That’s right, in yet another example of the absolute unfairness and proof that there are two sets of laws, one for those with money and power and one for all the rest of us, I have discovered that even if we have a trial in a foreclosure case and even if we “win” that foreclosure case, all the Plaintiff has to do is turn around and refile the case the very next day. It’s just maddening and entirely mind boggling and totally frustrating. We can work for months to prove up the banksters and their fraud and the lies and the incompetence and the crimes and all they’ve got to do is shrug their shoulders, dust themselves off and start all over again. I’m afraid part of this analysis will come into play in the Florida Supreme Court’s decision in the pending Pino case.

    But back to the “FREE HOUSE” analysis here on the ground. Recently a transcript of a foreclosure trial hit the blogosphere. (You really must read it here.) No matter what the problems on the bank side, no matter how many errors or flaws or questionable documents or facts, the court just could not fathom finding for the Defendant in the case because the court absolutely could not stomach giving the defendant a ‘FREE HOUSE”.

    Well, I have to wonder, how would that judge’s analysis have changed if the defense attorney had merely explained to the judge that there is no free house, that there is no windfall for the consumer, that the banks can get away with whatever they want and then just turn around and call ‘DO OVER’ whenever they want? I should think this would make the judge a whole lot less concerned about issuing a verdict for the defense….after all, there is no real “harm”….harm in the sense that the banks will suffer no real consequence for their improper actions.

    This understanding must make it’s way all across this state’s court system. We must all understand that the only way to get chopping through this heavy thicket of a quagmire of a mess of a garbage dump that is most of the pending foreclosures is to chop through all the garbage, throw all the cases into the wood chipper and do them over, correctly.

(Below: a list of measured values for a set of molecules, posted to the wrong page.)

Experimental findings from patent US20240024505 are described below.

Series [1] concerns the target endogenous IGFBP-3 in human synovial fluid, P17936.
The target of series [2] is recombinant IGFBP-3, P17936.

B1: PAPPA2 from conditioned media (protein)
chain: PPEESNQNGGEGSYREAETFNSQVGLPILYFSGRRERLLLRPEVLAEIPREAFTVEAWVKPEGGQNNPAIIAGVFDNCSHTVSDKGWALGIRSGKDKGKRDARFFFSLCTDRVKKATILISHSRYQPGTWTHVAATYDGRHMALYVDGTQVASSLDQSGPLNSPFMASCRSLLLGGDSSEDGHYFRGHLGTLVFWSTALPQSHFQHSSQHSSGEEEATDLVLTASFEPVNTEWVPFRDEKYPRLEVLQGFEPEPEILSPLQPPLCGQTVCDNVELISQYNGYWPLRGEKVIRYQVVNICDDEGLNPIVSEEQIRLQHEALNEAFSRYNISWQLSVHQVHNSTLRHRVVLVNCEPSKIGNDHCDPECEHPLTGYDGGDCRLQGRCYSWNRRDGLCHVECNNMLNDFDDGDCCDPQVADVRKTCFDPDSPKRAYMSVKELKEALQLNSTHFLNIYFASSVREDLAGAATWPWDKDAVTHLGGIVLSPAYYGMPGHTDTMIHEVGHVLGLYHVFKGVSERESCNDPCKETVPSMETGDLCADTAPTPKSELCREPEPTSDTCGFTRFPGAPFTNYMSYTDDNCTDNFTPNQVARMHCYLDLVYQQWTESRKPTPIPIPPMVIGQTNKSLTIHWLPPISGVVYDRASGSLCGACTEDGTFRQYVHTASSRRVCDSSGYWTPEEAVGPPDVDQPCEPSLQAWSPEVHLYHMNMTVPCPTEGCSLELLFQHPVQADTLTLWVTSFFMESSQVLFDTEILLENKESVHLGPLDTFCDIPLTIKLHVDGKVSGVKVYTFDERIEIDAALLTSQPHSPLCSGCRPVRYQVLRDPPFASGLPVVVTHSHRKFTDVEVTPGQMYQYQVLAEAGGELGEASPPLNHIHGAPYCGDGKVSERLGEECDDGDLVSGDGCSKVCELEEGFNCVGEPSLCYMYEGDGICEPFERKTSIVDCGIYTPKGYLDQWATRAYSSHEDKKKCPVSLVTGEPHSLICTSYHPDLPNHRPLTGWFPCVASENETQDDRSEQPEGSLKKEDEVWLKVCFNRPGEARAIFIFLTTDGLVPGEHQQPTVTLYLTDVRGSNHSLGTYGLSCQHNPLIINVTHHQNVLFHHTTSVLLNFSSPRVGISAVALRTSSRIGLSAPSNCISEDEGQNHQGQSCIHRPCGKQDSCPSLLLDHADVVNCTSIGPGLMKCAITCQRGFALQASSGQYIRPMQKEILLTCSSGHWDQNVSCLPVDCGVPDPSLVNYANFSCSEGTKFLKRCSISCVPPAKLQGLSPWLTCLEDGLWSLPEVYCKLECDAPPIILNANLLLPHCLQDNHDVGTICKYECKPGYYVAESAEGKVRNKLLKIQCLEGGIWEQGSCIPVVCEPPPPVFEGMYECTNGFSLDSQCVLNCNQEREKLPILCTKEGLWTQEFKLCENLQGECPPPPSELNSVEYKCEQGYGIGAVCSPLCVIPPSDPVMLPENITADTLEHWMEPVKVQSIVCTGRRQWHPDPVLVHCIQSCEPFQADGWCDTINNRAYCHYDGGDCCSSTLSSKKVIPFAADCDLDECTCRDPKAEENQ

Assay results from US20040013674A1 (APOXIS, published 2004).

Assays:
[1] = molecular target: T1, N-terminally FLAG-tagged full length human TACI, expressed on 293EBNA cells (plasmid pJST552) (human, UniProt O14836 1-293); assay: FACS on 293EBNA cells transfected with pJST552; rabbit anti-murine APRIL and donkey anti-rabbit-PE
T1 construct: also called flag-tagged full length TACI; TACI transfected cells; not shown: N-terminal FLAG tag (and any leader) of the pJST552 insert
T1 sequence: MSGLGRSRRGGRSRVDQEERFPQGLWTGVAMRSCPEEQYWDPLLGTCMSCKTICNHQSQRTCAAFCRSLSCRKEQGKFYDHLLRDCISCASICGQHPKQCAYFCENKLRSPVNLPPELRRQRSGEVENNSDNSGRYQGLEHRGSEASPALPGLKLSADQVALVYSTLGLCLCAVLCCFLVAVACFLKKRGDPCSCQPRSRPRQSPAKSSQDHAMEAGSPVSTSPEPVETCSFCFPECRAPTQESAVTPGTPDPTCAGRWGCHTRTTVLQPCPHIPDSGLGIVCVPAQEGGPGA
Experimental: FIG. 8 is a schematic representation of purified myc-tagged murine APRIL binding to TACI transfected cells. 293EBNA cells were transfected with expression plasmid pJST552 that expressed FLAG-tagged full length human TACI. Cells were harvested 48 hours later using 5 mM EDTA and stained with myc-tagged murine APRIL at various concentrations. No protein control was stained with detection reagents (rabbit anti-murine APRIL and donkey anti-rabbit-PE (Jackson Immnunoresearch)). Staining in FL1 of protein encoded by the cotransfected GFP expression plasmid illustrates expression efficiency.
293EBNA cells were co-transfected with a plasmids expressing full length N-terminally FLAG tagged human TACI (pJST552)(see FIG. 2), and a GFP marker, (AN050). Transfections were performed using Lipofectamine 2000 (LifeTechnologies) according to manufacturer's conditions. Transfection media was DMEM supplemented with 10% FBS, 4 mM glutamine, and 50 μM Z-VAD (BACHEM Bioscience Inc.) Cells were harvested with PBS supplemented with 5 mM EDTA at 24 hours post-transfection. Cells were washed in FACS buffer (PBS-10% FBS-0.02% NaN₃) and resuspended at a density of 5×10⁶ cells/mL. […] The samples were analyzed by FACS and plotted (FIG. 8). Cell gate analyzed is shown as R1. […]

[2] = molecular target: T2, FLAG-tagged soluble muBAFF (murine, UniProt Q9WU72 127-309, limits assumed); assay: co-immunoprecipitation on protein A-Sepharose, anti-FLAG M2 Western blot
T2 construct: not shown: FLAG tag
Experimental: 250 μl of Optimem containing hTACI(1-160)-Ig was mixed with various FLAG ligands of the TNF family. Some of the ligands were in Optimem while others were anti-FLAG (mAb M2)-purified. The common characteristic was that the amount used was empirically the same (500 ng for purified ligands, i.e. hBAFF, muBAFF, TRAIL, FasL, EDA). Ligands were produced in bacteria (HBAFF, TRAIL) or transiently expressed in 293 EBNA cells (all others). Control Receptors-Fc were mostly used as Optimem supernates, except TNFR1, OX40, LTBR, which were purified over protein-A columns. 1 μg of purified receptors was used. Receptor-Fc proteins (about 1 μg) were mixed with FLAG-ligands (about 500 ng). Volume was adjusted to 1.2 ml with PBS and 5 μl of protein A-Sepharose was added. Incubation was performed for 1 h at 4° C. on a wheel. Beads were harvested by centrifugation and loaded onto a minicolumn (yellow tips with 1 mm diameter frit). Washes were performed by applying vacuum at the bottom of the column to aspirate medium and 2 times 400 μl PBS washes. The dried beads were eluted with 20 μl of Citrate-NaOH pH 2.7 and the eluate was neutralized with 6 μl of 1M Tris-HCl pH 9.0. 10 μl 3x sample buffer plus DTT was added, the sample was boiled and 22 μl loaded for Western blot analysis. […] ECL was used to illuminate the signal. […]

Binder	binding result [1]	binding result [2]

Read the attached case carefully and think about the larger implications…..I see this as the ultimate response to the “FREE HOUSE” argument, and a very powerful tool for our judges. As much as I hate the opinion and think that it is very wrong, it allows our judges the freedom to execute good judicial discretion without the ‘NUCLEAR’ option of the dreaded, ‘FREE HOUSE’!

    Now, the problem with the opinion is it tosses key legal principles of Res Judicata and Double Jeopardy completely out the window, but hey, we’re all well aware that there are a second set of rules for the banks anyway…..right?

    Singleton+v.+Greymar+Associates,+882+So

    http://mattweidnerlaw.com/blog/wp-content/uploads/2012/01/Singleton+v.+Greymar+Associates+882+So.pdf

  8. @Iwantmypvn,

    You named the same guys I always do: Paulson, Geithner and Dimon (for some reason, I hardly ever thing of Moynihan or other banks CEOs. Dimon, the arrogant liitle b…, on the other hand, always makes the list. Go figure!

    Nayway, I thought those things didn’t happen in Canada? Wasn’t something posted here recently about Canada being the new promised land?

  9. Something is very wrong with my mortgage and my deed.How could be three title policies.And one loan? I paid Fidelity Title in 02 for a title policy. In my possesion are additional loan documents on my home.With Web Title,First American Title. Thankfully. My fFidelity Title policy is still in effect.
    What is being done.In Suffolk County NY. Homes are being funded on variations of the sect.dist.blk and lot numbers.Also variations in the purchasers and sellers name format. John & Jean Smith,to Bill & Barbara Jones, next Smith to Jones next John & Jean Smith to Bill Smith ll .Adding zeros & spacers to property descrptions. Decimal points moved.Plain Algebra.

  10. Steal a millions and you go to jail, steal billions and your employees go to jail, steal trillions and Oliver Stone makes a movie for you to paint you in a better light to the public. The indictments should start direct with Paulson (former treasury secretary, Goldman Guy) and Geithner, treasury secretary, former NY FRC Chief,BONY Mellon Guy).

    “We couldn’t have known there was systemic risk”, said Paulson. Geithner quickly retorts, “the people will eventually see that the banks never conveyed anything other than cash flow and had already siphoned off the assets, plus they are short all the pools through strike price contracts and they have S&P in the bag, when they start downgrading the banks are going to make a killing”

    Paulson smacks Geithner repeatedly, “Get a hold of yourself man, we are going to get the collateral back through MERS and the deleverage will be complete by 2012” “Have them dry out liquidity on the Euro and we will blame the Greeks and the homeowners for the mess” “That should work” smiles Geithner.

    The both share a long deep kiss while Jamie Dimon films the event! Run credits.